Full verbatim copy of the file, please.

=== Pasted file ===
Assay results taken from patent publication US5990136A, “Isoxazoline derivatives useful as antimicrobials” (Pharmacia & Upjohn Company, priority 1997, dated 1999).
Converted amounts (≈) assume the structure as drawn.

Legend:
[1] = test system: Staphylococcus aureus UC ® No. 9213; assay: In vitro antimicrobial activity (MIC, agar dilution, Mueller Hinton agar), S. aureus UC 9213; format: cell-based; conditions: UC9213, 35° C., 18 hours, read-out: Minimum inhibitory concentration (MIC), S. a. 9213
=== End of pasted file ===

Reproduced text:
Assay results taken from patent publication US5990136A, “Isoxazoline derivatives useful as antimicrobials” (Pharmacia & Upjohn Company, priority 1997, dated 1999).
Converted amounts (≈) assume the structure as drawn.

Legend:
[1] = test system: Staphylococcus aureus UC ® No. 9213; assay: In vitro antimicrobial activity (MIC, agar dilution, Mueller Hinton agar), S. aureus UC 9213; format: cell-based; conditions: UC9213, 35° C., 18 hours, read-out: Minimum inhibitory concentration (MIC), S. a. 9213